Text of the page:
R. S. - It also speaks to the exploration of the uncanny side of the story, the psychological part of it. It’s quite realistic, but there is also another layer of experiential, genre effect that is introduced to this world of miniatures. It’s quite useful in fact for the user to explore it!
A. E. - For the entire time we worked on this project, we didn’t have real hands. So, finally for the first demo, we did use digital hands. And that gave us a new look on what we created, the miniature side of it. And that gave us a confirmation that our original idea worked pretty well.
Learning about immersive animation
R. S. - The most difficult part of the project was with no doubt the animation. This pipeline between motion capture (executed with brio by John Aberdein), body and facial, all together. Editing, adding them, cleaning everything frame by frame. We were not part of this world of animation, in fact. This is so much work with a small team. We’re more used to lighting, visual effects, and compositing. We went far on this for MINIMUM MASS. We had to outsource this, with Small Studio in Paris which did an amazing job. The all-thing was in fact a very slow process.
A. E. - Animation in VR is an all-new field. Most people are coming from 2D films, flat screens. There is a lot to consider to adapt a story into virtual reality. New things to fix, to create. You can’t get away with anything! All details matter. And yes, it’s time consuming.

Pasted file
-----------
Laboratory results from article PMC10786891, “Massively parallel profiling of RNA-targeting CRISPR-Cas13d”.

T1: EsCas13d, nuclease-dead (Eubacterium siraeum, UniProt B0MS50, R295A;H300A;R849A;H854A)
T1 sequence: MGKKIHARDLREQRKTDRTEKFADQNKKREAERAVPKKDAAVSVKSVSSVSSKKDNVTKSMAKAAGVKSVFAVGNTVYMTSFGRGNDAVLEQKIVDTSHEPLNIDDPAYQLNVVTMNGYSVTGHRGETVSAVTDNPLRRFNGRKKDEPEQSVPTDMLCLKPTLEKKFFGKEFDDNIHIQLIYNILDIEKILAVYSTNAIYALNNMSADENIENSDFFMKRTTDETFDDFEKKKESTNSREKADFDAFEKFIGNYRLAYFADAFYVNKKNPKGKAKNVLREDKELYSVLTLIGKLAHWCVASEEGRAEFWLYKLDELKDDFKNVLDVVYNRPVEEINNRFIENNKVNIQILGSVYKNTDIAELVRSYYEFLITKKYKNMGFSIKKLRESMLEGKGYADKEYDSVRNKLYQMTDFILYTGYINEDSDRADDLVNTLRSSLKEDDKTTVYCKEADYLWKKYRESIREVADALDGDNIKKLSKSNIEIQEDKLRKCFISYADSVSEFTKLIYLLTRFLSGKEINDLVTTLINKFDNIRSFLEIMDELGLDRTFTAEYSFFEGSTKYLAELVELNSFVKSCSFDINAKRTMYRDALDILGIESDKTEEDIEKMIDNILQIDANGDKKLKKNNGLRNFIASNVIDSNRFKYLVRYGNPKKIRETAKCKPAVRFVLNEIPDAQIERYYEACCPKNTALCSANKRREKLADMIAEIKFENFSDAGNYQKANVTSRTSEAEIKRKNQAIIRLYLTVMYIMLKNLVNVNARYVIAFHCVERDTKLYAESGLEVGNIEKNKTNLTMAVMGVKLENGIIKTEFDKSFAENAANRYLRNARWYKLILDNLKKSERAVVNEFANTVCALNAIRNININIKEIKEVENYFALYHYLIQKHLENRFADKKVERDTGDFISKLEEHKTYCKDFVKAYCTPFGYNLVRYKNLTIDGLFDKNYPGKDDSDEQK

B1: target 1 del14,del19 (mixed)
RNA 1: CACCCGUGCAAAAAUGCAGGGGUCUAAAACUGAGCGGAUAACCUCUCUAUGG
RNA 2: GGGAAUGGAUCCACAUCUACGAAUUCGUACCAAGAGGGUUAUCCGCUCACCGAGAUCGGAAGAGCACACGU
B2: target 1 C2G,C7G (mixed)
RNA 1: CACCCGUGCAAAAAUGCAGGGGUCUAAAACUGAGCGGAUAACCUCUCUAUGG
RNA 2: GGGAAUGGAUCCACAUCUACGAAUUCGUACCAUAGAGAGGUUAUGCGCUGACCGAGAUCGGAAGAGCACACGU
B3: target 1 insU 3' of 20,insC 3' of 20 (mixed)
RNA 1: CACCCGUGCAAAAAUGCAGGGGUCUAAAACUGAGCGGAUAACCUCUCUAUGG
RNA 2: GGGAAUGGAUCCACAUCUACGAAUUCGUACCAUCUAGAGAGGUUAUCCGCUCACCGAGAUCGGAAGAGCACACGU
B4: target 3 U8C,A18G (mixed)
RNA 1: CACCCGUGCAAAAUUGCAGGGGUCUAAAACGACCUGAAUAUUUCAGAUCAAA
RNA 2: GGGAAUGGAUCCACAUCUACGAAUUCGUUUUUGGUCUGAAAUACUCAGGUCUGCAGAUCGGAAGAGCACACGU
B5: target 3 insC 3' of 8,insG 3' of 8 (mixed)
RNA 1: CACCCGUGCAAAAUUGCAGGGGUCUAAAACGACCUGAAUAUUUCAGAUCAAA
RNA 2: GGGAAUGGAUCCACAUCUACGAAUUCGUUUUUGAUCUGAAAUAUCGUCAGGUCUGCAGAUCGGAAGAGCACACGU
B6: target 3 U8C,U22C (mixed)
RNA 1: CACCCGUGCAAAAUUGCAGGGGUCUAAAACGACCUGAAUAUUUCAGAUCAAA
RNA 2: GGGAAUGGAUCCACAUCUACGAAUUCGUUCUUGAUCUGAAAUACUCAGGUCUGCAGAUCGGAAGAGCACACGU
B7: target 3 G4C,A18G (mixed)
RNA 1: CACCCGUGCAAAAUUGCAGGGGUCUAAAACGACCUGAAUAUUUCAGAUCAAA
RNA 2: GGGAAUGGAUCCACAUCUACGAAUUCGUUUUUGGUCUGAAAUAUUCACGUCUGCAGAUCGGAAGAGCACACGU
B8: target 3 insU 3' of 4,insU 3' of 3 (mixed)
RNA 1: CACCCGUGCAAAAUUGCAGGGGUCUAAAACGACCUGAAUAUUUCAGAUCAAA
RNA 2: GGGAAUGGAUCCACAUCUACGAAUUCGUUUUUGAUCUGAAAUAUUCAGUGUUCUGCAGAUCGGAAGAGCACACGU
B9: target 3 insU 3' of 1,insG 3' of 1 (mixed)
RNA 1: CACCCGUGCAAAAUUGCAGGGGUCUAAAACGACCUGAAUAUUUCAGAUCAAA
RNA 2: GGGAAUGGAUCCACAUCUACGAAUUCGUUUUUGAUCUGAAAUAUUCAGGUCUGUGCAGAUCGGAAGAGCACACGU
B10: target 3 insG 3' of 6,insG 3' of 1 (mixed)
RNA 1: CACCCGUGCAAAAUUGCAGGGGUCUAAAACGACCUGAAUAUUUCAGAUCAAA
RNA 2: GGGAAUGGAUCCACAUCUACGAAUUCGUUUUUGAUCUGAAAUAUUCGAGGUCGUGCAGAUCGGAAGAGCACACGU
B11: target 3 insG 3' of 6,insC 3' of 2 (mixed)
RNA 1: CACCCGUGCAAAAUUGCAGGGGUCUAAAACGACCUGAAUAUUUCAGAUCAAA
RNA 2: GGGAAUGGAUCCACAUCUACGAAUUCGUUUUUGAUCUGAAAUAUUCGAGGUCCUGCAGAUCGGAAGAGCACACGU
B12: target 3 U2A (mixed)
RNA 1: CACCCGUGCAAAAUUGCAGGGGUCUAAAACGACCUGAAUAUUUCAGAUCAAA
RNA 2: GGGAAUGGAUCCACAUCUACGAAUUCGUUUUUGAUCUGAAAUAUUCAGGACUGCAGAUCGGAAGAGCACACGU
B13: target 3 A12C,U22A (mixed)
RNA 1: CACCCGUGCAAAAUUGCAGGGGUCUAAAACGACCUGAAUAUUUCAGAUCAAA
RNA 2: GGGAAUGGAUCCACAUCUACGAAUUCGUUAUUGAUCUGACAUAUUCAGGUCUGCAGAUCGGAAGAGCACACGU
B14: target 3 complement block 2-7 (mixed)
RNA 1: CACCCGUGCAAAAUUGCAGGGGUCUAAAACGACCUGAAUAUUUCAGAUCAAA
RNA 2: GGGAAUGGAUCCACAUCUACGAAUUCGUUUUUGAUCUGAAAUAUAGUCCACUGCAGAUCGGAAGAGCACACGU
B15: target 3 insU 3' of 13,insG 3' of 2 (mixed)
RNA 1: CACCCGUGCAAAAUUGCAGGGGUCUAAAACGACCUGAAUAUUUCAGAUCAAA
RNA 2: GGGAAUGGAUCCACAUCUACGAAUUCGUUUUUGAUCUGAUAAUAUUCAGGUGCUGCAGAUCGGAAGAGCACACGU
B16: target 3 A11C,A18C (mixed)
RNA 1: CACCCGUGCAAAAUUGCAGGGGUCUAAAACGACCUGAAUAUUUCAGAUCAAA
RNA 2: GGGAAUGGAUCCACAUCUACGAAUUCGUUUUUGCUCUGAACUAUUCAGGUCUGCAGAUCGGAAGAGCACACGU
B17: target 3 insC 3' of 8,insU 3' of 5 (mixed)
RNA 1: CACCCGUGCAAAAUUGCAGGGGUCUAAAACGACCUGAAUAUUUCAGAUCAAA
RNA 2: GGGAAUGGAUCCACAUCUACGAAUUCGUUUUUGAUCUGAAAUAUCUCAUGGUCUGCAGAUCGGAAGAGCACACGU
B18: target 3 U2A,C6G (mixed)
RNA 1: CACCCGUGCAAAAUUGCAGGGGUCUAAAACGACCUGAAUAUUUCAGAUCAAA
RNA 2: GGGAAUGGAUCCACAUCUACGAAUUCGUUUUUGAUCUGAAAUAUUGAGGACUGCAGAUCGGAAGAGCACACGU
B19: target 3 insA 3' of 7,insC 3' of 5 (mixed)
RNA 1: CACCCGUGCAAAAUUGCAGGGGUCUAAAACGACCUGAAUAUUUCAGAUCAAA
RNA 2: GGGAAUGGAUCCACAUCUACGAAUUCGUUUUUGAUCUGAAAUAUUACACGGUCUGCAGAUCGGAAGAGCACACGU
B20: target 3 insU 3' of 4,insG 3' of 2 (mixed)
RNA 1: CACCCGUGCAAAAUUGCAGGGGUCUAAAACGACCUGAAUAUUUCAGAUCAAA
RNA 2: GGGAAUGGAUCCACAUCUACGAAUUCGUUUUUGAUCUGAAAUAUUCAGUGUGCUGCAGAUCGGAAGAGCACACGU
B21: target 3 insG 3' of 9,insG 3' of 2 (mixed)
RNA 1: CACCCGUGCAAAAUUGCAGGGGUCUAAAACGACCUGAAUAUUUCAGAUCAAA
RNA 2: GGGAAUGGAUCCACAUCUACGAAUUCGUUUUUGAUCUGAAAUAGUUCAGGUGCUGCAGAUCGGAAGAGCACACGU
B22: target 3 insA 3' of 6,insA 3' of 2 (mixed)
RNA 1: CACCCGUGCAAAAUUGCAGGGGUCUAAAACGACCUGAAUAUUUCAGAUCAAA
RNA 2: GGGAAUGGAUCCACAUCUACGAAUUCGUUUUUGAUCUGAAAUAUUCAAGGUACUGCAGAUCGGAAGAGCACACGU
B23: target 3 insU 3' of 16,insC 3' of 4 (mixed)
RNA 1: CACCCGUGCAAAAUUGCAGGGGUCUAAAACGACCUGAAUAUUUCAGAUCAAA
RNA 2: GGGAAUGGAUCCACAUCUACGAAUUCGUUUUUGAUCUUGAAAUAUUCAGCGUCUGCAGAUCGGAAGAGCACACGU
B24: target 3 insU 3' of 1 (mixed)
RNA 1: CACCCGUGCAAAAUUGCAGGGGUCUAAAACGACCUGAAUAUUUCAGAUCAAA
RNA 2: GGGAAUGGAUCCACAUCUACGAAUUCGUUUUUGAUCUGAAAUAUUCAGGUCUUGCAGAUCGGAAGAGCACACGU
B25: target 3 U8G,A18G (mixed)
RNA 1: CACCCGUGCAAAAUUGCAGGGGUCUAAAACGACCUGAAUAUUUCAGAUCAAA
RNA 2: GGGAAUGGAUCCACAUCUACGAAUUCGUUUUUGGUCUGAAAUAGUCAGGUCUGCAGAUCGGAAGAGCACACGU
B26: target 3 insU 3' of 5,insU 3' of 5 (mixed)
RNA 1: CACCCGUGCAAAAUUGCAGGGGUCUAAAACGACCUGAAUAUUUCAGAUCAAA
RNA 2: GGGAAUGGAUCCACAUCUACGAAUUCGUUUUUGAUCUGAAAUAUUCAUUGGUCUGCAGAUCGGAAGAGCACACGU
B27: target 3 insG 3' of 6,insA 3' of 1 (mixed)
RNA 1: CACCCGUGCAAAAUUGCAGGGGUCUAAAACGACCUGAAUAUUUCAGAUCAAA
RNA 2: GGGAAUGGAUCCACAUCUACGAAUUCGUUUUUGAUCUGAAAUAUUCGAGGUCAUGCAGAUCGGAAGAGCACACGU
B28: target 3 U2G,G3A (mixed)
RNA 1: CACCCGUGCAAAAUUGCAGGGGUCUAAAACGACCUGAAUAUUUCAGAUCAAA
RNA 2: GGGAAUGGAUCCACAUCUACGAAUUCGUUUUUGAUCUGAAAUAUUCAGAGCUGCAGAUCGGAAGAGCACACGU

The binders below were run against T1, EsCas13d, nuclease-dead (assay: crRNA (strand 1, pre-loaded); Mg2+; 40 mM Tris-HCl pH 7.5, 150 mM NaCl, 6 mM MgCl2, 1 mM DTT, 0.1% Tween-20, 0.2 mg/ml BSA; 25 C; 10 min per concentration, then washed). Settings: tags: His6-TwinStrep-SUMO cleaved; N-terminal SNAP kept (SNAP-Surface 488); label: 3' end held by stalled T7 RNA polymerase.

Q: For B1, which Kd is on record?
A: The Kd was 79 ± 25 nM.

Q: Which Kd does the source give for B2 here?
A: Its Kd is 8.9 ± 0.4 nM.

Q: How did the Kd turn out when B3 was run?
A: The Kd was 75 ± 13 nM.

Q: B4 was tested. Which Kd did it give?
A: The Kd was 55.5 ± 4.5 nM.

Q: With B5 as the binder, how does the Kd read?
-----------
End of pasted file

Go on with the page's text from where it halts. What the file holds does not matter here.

R. S. - And this is where the miniature scale helped us to work around these details.
A. E. - And that could help from an evaluation point of view. Because you’re looking at your scene, working on the animation on a flat screen. It can be hard to understand everything, and to get to the point.
Venice VR Expanded: a special edition
A. E. - It’s a shame not to be part of it physically, but being part of the Selection is a great honor.
R. S. - What is so cool about Venice VR is this legacy of being part of the oldest film festival in the world! The hearth of MINIMUM MASS is cinematic. We were inspired by so many films on this, the incubation at Sundance included: all pointed to the cinema part of it. We’re glad to be part of the future of an independent storytelling world. Venice VR Expanded is a great reward for us as we crafted our story to be part of this.